THIS MAGIC MOMENT: Mantano and Perera have a sweet chemistry all their own.
The Caribbean term “bazodee” refers to a state of being musically enchanted. Watching the freshly released romantic comedy-drama of the same name, that’s precisely how you feel: transported to a Bollywood-inspired world where the exotic music and lush, tropical atmosphere lifts you up and occasionally puts you in the mood to dance.
It helps, too, that the movie’s male lead is filled by none other than soca kingpin Machel Mantano – an immensely likeable man of many talents whose supernova star power, coupled with the enchanting music, gives the movie its lifeblood. But don’t interpret that to mean the story is all gloss and no bite. In fact, at the core lurks a family feud on the cusp of bitterness, some infidelity and a couple of broken hearts thrown into the mix.
Overall, Bazodee is a well-acted and reasonably satisfying cinematic treat out of the Caribbean that looks good and boasts a terrific soundtrack.
Mantano is Lee de Leon, a struggling but very talented musician who, armed with his trusty ukulele, has just returned from England to his native Trinidad looking for work. That’s when he meets Anita Pantchouri (Natalie Perera), a Lisa Hanna look-alike and the bride-to-be of a gorgeous hunk named Barrett (Staz Nair), who hails from a well-to-do real-estate savvy family. Anita loves Barrett but, as she soon discovers, Lee is an irresistible mix of down-to-earth and street-smart whose music becomes her catnip.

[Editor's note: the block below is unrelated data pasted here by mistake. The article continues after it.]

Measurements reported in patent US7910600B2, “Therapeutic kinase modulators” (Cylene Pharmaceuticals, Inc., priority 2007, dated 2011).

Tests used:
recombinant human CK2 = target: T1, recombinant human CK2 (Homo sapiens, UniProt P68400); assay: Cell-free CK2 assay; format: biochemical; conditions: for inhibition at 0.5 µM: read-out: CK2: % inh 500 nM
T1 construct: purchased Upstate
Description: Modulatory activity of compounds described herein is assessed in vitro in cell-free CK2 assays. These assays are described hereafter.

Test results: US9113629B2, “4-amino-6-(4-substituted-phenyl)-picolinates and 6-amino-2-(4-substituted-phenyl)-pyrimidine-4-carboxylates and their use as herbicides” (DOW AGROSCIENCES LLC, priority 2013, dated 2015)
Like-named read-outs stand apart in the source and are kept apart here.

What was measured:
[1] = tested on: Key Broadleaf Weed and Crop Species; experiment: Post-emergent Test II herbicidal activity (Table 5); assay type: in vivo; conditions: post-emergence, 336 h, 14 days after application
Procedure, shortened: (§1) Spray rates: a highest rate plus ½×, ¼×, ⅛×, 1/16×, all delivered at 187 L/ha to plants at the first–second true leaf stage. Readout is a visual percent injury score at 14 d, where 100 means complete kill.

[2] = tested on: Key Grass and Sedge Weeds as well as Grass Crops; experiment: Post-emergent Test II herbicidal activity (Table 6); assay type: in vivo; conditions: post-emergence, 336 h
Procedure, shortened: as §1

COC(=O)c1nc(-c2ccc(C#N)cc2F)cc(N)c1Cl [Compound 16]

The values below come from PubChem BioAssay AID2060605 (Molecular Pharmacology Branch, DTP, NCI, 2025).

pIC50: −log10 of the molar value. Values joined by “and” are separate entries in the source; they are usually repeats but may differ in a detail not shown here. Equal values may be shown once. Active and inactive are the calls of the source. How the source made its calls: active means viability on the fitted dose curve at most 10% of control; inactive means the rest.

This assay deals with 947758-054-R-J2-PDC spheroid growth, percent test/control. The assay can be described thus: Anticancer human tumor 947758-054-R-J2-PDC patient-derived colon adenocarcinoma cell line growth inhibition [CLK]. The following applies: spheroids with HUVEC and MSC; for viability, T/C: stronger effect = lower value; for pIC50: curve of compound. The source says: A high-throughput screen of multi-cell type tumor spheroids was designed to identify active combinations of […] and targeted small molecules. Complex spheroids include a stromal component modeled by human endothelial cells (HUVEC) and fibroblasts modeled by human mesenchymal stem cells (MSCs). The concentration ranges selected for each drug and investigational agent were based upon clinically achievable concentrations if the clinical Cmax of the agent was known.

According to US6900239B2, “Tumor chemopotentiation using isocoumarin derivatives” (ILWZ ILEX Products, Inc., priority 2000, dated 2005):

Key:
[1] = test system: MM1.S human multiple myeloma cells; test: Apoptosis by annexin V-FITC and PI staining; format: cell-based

Lee, who is hired to play at her engagement party, is equally smitten and before you know it, they’re head over heels for each other. This of course means trouble for the Anita/Barrett relationship.
Meanwhile, financial hard times hit Anita’s father (a real-estate tycoon played by the towering Kabir Bedi) at the height of preparations for the wedding. And, to make matters worse, Barrett’s slithery, uptight younger brother Nikhil (Valkime Rampersad), who seems forever confined in a suit, is snooping around looking for dirt. With Carnival season heating up, tempers flare and hopes are dashed when the clandestine Lee/Anita romance hits the spotlight and well-laid plans for the future go up in smoke.
Director Todd Kessler and writer Claire Ince make a strong team, and together they whip up a savoury slice of cinema that delights and sheds light on certain Trini customs, while exploring relationship dynamics, fate and destiny, and the very blurry line between love and lust.
In spite of its shortcomings, Bazodee connects and tunefully echoes predecessors like Destiny and One Love. What these films all share in common is not just a blend of heartfelt storytelling and attractive musicians taking a spin as actors; you can’t escape the vivid reminder that when it comes to romance, island style, it’s always best to say it with a song. Tyrone’s Verdict: B